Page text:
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4.6/6

Minimalism

A Documentary About the Important Things

How might your life be better with less? "Minimalism: A Documentary About the Important Things" examines the many flavors of minimalism by taking the audience inside the lives of minimalists from all walks of life — families, entrepreneurs, architects, artists, journalists, scientists, and even a former Wall Street broker—all of whom are striving to live a meaningful life with less.

After its successful theatrical run, Minimalism, the #1 indie documentary of 2016 (largest box-office opening), is finally available online.

On the surface, this film appears to be very americentric, however many of the themes can be applied to any post-development consumer society. What really stands out about this film is the concrete solutions it presents and its superb production quality.

"Minimalism" conveys impressive and insightful connections to the viewer’s own lifeworld. The documentary style in terms of objectivity, transparency, and neutrality is good and the film shows many well-researched solutions and possibilities. The film is a highly relevant commentary on our consumer society.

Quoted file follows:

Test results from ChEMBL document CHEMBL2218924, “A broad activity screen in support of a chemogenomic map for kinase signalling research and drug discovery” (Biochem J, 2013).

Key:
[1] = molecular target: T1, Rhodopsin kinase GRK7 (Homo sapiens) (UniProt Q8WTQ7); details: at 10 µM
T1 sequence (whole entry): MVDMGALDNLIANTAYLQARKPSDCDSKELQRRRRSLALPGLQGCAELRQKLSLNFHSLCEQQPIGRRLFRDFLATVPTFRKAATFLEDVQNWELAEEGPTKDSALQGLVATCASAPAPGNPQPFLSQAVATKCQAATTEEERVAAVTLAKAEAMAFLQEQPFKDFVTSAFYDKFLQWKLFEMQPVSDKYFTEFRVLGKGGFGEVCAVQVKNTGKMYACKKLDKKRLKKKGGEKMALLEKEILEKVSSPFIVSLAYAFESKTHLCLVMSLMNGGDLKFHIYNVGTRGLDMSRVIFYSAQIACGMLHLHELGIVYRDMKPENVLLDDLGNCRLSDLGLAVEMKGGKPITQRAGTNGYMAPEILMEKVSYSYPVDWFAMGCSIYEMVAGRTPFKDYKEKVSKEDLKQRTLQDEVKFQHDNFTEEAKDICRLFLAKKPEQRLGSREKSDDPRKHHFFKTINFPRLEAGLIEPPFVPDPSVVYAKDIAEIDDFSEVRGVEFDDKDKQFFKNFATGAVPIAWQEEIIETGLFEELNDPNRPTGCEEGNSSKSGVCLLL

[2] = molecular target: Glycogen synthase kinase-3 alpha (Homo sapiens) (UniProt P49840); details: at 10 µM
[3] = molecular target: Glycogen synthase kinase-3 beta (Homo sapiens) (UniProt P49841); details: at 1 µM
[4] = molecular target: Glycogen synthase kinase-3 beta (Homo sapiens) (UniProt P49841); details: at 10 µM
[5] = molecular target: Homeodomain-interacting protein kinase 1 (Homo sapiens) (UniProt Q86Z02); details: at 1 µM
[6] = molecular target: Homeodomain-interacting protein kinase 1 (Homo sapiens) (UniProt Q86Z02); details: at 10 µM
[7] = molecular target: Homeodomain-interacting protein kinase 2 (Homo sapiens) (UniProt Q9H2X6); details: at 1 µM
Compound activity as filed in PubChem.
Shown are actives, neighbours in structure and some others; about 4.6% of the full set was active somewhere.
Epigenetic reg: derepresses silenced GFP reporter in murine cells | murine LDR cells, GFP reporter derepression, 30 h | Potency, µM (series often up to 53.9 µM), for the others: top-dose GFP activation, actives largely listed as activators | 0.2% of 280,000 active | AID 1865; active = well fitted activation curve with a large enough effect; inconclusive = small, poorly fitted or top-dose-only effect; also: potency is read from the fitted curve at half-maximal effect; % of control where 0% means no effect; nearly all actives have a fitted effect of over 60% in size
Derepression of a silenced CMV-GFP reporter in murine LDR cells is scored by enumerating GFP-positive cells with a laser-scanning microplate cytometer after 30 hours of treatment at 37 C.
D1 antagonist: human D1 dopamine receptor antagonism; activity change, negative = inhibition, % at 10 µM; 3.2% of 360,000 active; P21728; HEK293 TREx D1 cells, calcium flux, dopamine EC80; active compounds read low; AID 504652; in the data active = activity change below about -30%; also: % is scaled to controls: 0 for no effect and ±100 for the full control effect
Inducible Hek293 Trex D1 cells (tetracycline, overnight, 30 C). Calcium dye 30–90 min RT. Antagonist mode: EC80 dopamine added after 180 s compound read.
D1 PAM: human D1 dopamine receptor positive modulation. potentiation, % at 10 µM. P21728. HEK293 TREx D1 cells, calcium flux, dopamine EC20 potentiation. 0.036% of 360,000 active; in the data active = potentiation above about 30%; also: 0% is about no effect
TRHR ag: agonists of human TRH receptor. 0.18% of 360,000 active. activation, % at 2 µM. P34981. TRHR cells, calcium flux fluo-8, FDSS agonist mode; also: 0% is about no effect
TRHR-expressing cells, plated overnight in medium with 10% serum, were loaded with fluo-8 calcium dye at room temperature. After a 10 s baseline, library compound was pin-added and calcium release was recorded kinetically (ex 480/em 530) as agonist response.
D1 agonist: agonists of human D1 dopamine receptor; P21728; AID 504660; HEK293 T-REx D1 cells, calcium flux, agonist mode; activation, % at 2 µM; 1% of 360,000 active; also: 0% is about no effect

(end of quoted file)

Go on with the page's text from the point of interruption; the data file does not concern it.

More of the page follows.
"Minimalism" is touching and is both sensory and emotionally stimulating. This film inspires action and initiative. The film shows the influence of man on the earth and is relativized appropriately. This film challenges our view of happiness and fulfillment, and strives to profess self-responsibility and responsibility towards others.

The footage is aesthetic and have are relevant to the content. The cut and music are good, camerawork ok.

Director(s): Joshua Fields Millburn, Ryan Nicodemus
Production: Catalyst
 
Year: 2016
Duration: 78 min
Our age recommendation: 16
Language (audio): English
Language (subtitles): English
Country of origin: United States
Shooting Locations:
 
Screening rights: Gathr Films ()
  • This film can be watched for a fee at the top.

You can also view it for a fee at:

Tags

Main topic(s): Consumption + Alternatives Human Potential
Secondary topics: clothing marketing courage postconsumptionism sufficiency
Mentions: minimalism less stuff sufficiency meaning things
Topic Page(s): Consumption + Alternatives Human Potential

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